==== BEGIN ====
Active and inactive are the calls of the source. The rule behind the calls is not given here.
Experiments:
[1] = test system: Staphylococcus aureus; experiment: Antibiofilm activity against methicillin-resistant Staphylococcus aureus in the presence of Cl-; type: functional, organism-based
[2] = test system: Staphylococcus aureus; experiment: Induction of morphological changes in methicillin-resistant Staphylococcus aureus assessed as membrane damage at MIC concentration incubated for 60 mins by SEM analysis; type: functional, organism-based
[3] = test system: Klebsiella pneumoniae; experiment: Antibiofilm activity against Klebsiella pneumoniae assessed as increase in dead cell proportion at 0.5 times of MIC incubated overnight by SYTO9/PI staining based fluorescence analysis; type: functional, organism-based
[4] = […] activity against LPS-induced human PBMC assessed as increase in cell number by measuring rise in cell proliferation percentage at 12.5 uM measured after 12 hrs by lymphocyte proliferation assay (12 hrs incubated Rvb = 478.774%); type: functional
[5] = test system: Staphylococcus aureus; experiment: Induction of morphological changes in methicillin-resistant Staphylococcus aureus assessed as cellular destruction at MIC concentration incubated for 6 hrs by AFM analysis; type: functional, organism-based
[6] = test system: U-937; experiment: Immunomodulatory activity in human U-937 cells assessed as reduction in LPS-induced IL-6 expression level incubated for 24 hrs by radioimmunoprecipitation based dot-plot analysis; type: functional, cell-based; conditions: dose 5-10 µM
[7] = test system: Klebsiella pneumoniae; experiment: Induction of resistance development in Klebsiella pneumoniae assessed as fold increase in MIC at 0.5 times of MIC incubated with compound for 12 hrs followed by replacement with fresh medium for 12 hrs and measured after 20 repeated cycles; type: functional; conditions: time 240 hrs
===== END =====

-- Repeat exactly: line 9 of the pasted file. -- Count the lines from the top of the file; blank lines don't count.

[7] = test system: Klebsiella pneumoniae; experiment: Induction of resistance development in Klebsiella pneumoniae assessed as fold increase in MIC at 0.5 times of MIC incubated with compound for 12 hrs followed by replacement with fresh medium for 12 hrs and measured after 20 repeated cycles; type: functional; conditions: time 240 hrs